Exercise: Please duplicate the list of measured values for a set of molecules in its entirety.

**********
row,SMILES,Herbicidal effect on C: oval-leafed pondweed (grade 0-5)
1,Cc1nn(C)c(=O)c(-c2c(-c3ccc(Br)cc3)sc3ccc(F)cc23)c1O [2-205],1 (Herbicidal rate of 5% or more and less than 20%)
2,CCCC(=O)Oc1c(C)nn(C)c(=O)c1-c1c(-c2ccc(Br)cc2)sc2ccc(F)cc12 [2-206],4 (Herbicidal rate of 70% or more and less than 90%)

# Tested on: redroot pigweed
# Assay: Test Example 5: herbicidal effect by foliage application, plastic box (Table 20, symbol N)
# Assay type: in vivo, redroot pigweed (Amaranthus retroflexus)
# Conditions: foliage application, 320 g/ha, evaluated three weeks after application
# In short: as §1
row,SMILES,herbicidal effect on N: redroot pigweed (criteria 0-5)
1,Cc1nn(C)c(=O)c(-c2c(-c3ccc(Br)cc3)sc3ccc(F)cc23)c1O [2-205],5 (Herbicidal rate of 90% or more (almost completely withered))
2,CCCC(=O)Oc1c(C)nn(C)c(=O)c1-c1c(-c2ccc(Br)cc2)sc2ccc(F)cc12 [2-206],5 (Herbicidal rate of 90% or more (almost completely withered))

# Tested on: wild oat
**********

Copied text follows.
row,SMILES,Herbicidal effect on C: oval-leafed pondweed (grade 0-5)
1,Cc1nn(C)c(=O)c(-c2c(-c3ccc(Br)cc3)sc3ccc(F)cc23)c1O [2-205],1 (Herbicidal rate of 5% or more and less than 20%)
2,CCCC(=O)Oc1c(C)nn(C)c(=O)c1-c1c(-c2ccc(Br)cc2)sc2ccc(F)cc12 [2-206],4 (Herbicidal rate of 70% or more and less than 90%)

# Tested on: redroot pigweed
# Assay: Test Example 5: herbicidal effect by foliage application, plastic box (Table 20, symbol N)
# Assay type: in vivo, redroot pigweed (Amaranthus retroflexus)
# Conditions: foliage application, 320 g/ha, evaluated three weeks after application
# In short: as §1
row,SMILES,herbicidal effect on N: redroot pigweed (criteria 0-5)
1,Cc1nn(C)c(=O)c(-c2c(-c3ccc(Br)cc3)sc3ccc(F)cc23)c1O [2-205],5 (Herbicidal rate of 90% or more (almost completely withered))
2,CCCC(=O)Oc1c(C)nn(C)c(=O)c1-c1c(-c2ccc(Br)cc2)sc2ccc(F)cc12 [2-206],5 (Herbicidal rate of 90% or more (almost completely withered))

# Tested on: wild oat